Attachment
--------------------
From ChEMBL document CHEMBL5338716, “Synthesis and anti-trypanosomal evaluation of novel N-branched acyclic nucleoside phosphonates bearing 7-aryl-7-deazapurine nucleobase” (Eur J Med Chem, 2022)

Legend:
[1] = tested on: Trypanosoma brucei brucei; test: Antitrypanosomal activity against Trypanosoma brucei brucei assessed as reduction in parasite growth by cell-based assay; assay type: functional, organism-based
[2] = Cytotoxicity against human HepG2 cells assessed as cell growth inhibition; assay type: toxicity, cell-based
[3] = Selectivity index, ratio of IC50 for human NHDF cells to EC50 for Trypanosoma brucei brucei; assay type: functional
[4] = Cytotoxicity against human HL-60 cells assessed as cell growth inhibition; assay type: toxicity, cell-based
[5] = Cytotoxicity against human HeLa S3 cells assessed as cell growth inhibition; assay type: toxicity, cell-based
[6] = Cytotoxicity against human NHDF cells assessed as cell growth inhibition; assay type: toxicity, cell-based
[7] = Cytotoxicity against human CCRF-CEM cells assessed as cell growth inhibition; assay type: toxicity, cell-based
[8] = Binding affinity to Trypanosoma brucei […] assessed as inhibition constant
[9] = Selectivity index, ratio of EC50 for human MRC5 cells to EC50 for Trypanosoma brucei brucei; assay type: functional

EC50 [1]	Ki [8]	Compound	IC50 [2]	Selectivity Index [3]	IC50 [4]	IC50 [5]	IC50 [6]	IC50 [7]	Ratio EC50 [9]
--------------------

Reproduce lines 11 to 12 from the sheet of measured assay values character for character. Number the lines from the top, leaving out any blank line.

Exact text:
[9] = Selectivity index, ratio of EC50 for human MRC5 cells to EC50 for Trypanosoma brucei brucei; assay type: functional

EC50 [1]	Ki [8]	Compound	IC50 [2]	Selectivity Index [3]	IC50 [4]	IC50 [5]	IC50 [6]	IC50 [7]	Ratio EC50 [9]